[The following interview you are about to read is a promotional tool. At the present, I’m assembling a press kit for Sunnyville Stories Volume 3. A copy of this interview will be included for media outlets here in the Fargo-Moorhead area as well as other parts of North Dakota and Minnesota. Anyway, please enjoy.]
Q: Tell us about yourself, Mr. West. How about your background?
A: I was born and raised in New York City. From a young age, I loved to read and made regular visits to my local library. Probably one of the biggest boons for me was my parents getting cable television. The cable channels exposed me to animated films and specials from around the world; this further fueled my imagination. I also liked to draw and for all these years, I kept working at it.
Q: So now you’re living in North Dakota. How did you end up here?
A: I left New York City in late 2012 and lived in Greensboro, North Carolina where I had family. I worked down there as a freelancer. In spite of critical acclaim and some paying jobs, I couldn’t support myself. Ever since 2008, I had been hearing about North Dakota and how it had weathered the country’s economic woes. So I came out here because of the low unemployment and low cost of living.
Q: How are you enjoying North Dakota?
A: This is such a great state and I enjoy living in Fargo. The city is beautiful and it’s not too big or too small.
Q: Tell us more about Sunnyville Stories.
A: Sunnyville Stories is the saga that tells the story of Sunnyville, a remote village. This village is isolated from the outside world by vast forests and hefty mountain ranges. Time seems to stand still here. The inhabitants tend to dress traditionally – males wear hats, suits and ties while females wear skirts and dresses.
Q: How about the main characters? Describe them for us.
A: The protagonist of Sunnyville is a teenage anthropomorphic cat named Rusty while the deuteragonist is another cat named Sam. Rusty has just moved to Sunnyville with his family and finds it hard to adjust. This tiny town with its antique feel is an alien environment to him. Sam (which is short for “Samantha”) is a country girl who’s lived in Sunnyville all her life. She befriends Rusty and helps him adjust to his new home.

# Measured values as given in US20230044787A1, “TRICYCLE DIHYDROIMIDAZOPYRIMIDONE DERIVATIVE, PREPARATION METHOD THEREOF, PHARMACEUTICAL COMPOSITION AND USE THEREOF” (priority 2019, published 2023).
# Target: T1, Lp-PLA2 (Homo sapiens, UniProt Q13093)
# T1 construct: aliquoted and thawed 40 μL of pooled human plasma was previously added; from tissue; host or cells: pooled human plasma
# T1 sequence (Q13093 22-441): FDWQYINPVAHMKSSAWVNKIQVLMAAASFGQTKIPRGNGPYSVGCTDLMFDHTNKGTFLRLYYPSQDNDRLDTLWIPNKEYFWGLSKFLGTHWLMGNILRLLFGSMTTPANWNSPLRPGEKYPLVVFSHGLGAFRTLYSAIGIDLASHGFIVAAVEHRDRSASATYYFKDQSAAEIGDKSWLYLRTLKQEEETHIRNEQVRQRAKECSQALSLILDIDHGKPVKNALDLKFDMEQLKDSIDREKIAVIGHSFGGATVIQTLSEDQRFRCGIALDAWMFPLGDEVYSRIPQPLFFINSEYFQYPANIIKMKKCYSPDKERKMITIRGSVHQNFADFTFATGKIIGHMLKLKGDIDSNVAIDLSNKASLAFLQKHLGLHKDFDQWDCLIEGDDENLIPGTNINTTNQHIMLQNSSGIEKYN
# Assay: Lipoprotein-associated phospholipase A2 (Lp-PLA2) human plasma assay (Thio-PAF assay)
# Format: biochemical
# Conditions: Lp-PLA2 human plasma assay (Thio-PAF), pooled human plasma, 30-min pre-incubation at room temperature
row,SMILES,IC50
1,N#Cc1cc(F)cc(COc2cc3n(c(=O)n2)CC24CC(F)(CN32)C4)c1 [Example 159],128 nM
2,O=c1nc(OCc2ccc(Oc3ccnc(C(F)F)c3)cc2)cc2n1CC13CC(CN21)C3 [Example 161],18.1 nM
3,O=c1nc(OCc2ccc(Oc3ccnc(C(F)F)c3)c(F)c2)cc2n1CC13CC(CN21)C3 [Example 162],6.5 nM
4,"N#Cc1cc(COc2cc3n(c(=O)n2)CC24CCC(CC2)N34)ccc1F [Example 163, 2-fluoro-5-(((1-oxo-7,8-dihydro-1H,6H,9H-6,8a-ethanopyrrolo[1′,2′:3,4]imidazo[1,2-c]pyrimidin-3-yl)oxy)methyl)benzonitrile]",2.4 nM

Q: What are the dynamics of their relationship?
A: These two are from different worlds and this mechanic will be something that fuels their friendship. What’s more is that Rusty and Sam work on the “wise guy and straight man” routine from classic comedy – Rusty says or does something funny while Sam is there to provide reaction.
Q: This sounds quite original. How did you create Sunnyville?
A: (laughs) Rusty and Sam were there from the start. I spent more time crafting the world before moving onto the other characters. The world needed to be crafted first.
Q: I was referring more to the idea. Where did you get the idea for Sunnyville?
A: A lot of Sunnyville was based on my own personal experiences. At the very end of the 1980s, I left New York City and moved down to a rural town in North Carolina about 25 miles north of Greensboro (where I ended up living years later). It was radically different. In New York City, I had just about everything I needed. There were no shortage of movie theaters nearby as well as grocery stores and clothing stores. In the rural South, we had to drive just about anywhere to get even the basic necessities of life. And it was only the bigger cities that had all the amenities that I was used to in New York.
Another inspiration for Sunnyville was an anime series from 1986 called Maple Town. I watched it many years ago (it ran in syndication and on Nickelodeon) and it just appealed to me. The look and feel of Sunnyville with the wardrobe of the residents were influenced by Maple Town.
Q: In viewing your work, we can see a distinct style. Who are your influences?
A: Newspaper comic strips hands down. They were the first comics that I ever read and that was back in an age where they were still relevant. Peanuts is probably the biggest influence for me followed by Garfield, the Family Circus and the Far Side.
Q: Do you read any comics nowadays?
A: Of course. I’ve been reading Dave Sim’s masterpiece Cerebus the Aardvark (Cerebus has cameoed in Sunnyville) as well as Bob Burden’s Flaming Carrot and Reid Fleming, World’s Toughest Milkman. Right now, I read My Little Pony: Friendship is Magic from IDW Publishing as I am a fan of the TV show. As for manga, One Piece is currently on my reading list.
Q: In this digital age, you still draw your comics and letter them by hand. Will you ever trade that process in for computer created comics?
A: Definitely not. I prefer working the old-fashioned way.
Q: PC or MAC?
A: No comment. (bursts out laughing)
Q: In conclusion, any words for our readers?
A: Yes. Be sure to check out Sunnyville. Be sure also to tell your local library and your local bookstore that you want Sunnyville.